Results 1 to 5 of 5

Thread: 670 Street Avenger Problem

  1. #1

    Default 670 Street Avenger Problem

    I've had a couple of goes at trying to get this carburetor sorted. I'm at a loss as what the problem is. I have a pretty standard 400 SBC that's .030" over, it's nothing fancy with a 700R4 behind it. I've been running a 750 DP on it that I've been borrowing and I purchased the 670 because it was recommended. The engine was running nice with the 750 and then I put the Avenger on. It has trouble starting & it won't idle in gear. I've had to turn the idle mixture screws out almost 3 turns just to get it to idle in gear, but it's a rough idle with a bad miss. Pull it into gear and try to drive it away, and it still has a horrid miss. But mash the pedal and it gets past the miss & runs great. When cruising, it has the same miss at low rpm, but hit the throttle and it takes off again. I've tried tuning it, tuning with a vacuum gauge like I usually do, but it has me perplexed. I've removed the 670 & put the 750 back on, and it run fine. Any help would be great.

  2. #2


    I've found the idle feed restrictors in my Holley 670 were way too lean.

  3. #3


    Good to know. I've been chasing a possible vacuum leak, and it's driving me crazy. I've even changed the brake booster thinking it was the problem. So how did you fix it, if you don't mind me asking?

  4. #4
    Join Date
    Aug 2016
    Sacramento, CA


    To find your leak, unplug all vacuum hoses paying attention where they go. Use blue tape and label them or take a lot of pictures. Then buy an assortment of black rubber plugs in a box at AutoZone or your local parts house and plug all the nipples on your carb, the big one in the back for the brake booster, the other big one for the PCV valve, even the smaller ported ones like for the distributor vacuum advance. You don't need it for testing at idle, plug them all off and see if you still have a leak. If so, remove the carb and check the base plate, they sometime crack around where the big nipples come in like in the back where the brake booster hose goes on. Also they plates can warp and not be perfectly flat, check them with a metal ruler/straight edge, check your intake manifold as well. If the carb is off buy a new bottom gasket (don't reuse your old one especially since you are hunting down a vacuum leak). Take your time and you'll find it, it can definitely be frustrating. In my case, spraying some carb cleaner or WD-40 to find the exhaust leak around the carb has never worked, although I knew I had a leak, just sharing that with you.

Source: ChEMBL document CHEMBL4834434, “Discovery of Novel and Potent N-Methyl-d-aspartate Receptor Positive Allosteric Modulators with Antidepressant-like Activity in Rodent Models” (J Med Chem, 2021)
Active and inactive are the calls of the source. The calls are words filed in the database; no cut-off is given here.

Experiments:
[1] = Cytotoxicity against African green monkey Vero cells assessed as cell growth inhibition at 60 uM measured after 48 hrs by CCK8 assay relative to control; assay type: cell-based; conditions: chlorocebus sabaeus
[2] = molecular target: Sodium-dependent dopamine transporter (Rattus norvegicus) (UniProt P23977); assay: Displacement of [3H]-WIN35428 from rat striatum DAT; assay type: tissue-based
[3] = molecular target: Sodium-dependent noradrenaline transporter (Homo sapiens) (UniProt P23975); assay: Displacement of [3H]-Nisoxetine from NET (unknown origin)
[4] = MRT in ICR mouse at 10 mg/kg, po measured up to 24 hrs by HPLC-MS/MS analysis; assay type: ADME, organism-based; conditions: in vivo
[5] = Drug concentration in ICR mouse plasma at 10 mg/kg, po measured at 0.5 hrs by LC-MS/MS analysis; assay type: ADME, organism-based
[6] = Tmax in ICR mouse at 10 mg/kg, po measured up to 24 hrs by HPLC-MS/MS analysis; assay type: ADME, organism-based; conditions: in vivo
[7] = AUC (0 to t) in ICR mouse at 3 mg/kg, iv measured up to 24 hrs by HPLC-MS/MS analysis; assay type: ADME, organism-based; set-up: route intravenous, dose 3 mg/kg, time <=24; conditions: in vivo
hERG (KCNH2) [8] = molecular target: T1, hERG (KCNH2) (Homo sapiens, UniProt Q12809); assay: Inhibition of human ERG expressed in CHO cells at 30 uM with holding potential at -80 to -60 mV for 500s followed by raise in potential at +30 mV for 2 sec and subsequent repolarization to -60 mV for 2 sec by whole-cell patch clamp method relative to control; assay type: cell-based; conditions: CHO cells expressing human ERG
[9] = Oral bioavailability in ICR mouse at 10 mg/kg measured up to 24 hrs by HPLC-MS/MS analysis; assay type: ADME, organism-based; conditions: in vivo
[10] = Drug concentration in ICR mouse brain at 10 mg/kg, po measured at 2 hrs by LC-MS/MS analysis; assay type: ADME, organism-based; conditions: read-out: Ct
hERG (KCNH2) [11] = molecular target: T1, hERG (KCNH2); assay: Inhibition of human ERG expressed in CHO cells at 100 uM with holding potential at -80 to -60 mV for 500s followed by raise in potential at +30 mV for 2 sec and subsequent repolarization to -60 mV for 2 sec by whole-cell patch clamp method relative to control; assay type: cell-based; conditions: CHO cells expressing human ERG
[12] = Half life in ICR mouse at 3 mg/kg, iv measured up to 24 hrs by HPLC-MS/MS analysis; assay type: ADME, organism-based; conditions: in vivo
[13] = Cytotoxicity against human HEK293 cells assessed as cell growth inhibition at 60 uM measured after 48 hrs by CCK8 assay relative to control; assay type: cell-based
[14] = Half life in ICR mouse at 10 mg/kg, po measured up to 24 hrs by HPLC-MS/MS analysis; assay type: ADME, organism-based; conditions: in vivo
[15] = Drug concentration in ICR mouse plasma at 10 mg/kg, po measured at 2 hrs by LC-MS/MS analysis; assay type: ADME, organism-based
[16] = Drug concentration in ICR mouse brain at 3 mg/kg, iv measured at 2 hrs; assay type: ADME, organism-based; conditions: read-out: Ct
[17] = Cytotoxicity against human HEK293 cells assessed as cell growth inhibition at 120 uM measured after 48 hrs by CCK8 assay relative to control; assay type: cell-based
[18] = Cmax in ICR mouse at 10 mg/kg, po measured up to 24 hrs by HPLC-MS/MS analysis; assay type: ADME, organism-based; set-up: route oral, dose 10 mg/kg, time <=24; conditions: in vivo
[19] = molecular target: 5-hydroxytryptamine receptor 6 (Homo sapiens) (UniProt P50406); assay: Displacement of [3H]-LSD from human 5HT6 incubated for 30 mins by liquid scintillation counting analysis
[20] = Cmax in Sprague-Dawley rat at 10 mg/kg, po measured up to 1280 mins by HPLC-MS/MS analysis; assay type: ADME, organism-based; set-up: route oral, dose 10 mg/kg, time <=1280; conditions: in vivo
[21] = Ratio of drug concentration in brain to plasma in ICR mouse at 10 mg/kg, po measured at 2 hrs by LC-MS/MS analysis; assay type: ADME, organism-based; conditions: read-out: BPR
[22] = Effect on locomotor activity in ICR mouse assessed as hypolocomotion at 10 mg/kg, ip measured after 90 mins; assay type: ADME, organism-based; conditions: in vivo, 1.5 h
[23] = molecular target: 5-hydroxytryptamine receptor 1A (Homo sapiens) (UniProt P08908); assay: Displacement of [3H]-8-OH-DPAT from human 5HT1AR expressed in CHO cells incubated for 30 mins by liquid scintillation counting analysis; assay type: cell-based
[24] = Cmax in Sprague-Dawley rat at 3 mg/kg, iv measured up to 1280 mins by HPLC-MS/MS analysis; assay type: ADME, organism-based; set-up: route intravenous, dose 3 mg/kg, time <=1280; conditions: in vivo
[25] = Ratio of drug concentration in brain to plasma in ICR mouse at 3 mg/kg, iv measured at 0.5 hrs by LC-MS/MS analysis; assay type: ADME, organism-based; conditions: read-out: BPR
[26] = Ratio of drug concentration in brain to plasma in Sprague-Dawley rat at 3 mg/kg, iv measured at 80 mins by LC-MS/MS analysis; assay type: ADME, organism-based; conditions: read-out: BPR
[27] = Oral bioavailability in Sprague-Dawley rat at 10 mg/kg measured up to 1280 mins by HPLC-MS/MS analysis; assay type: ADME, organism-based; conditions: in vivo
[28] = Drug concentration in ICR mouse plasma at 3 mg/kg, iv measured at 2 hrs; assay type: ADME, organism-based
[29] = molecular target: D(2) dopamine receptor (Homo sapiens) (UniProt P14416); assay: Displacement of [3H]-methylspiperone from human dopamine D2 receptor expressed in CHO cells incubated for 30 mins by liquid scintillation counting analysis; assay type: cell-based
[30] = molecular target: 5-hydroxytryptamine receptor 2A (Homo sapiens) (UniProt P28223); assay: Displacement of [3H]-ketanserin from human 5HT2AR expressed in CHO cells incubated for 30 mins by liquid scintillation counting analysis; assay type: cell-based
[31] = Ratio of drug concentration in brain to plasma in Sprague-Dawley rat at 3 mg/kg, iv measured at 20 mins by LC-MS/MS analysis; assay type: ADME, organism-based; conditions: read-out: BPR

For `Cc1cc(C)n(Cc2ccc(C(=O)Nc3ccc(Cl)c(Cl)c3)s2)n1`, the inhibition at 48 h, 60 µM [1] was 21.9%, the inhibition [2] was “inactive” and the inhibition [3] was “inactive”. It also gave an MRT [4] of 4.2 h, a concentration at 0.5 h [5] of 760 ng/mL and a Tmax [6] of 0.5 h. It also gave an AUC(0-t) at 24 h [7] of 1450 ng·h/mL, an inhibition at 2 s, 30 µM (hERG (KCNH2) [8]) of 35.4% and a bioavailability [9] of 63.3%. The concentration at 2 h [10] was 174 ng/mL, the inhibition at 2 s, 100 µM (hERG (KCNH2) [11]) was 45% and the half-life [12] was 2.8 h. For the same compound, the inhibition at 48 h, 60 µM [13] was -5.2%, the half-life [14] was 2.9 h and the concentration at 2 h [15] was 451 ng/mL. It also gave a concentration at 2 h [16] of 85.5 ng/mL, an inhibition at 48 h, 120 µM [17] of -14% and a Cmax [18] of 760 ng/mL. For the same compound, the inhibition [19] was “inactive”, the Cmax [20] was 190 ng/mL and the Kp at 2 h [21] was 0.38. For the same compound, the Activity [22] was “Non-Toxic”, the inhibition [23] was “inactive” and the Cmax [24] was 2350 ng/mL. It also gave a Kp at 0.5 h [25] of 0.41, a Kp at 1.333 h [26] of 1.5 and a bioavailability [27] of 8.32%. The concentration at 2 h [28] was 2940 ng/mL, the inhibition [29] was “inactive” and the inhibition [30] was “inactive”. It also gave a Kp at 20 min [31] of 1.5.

Also, what distributor do you have and what is your initial timing advance set to and what is your total timing set to. And I can not say enough about spark plugs. Check them and then check them again, are they all gapped the same are they gapped right.

    And then there's the spark plug wires. Are they cracked, are they good, what resistance are they. Check each one with a multimeter and see if they are within specs. You will be surprised what a difference proper resistance spark plug wires make when they are healthy & happy. So worth the PIA of going through each one and testing each one at a time.

  5. #5


    Yeah, I checked every possible place for a leak I could. I used carb cleaner all over it, and nothing changed in its idle. Doesn't matter what I did, I could not find the source of the vacuum leak, but that's just what it's like. If it's not a vacuum leak, I don't know what it is. It's definitely a problem with the carb, because I borrowed some others to try on it, and there was no sign of any leak what so ever. The engine ran great. Put the Avenger back on and it went like crap. So I decided to purchase a fuel injection system instead. I'm not even going to bother playing with the Avenger anymore. I've spent enough money and time trying to find out the problem and can't justify playing with this piece of garbage anymore.

Posting Permissions

  • You may not post new threads
  • You may not post replies
  • You may not post attachments
  • You may not edit your posts
About us
Holley has been the undisputed leader in fuel systems for over 100 years. Holley carburetors have powered every NASCAR® Sprint® Cup team and nearly every NHRA® Pro–Stock champion for four decades. Now, Holley EFI is dominating the performance world as well as our products for GM's LS engine. Holley's products also include performance fuel pumps, intake manifolds & engine dress–up products for street performance, race and marine applications. As a single solution, or partnered with products from other Holley companies - Hooker Headers, Flowtech Headers, NOS Nitrous, Weiand, Earl's Performance Plumbing, or Diablosport - Holley products can give you the edge you need over the competition.
Join us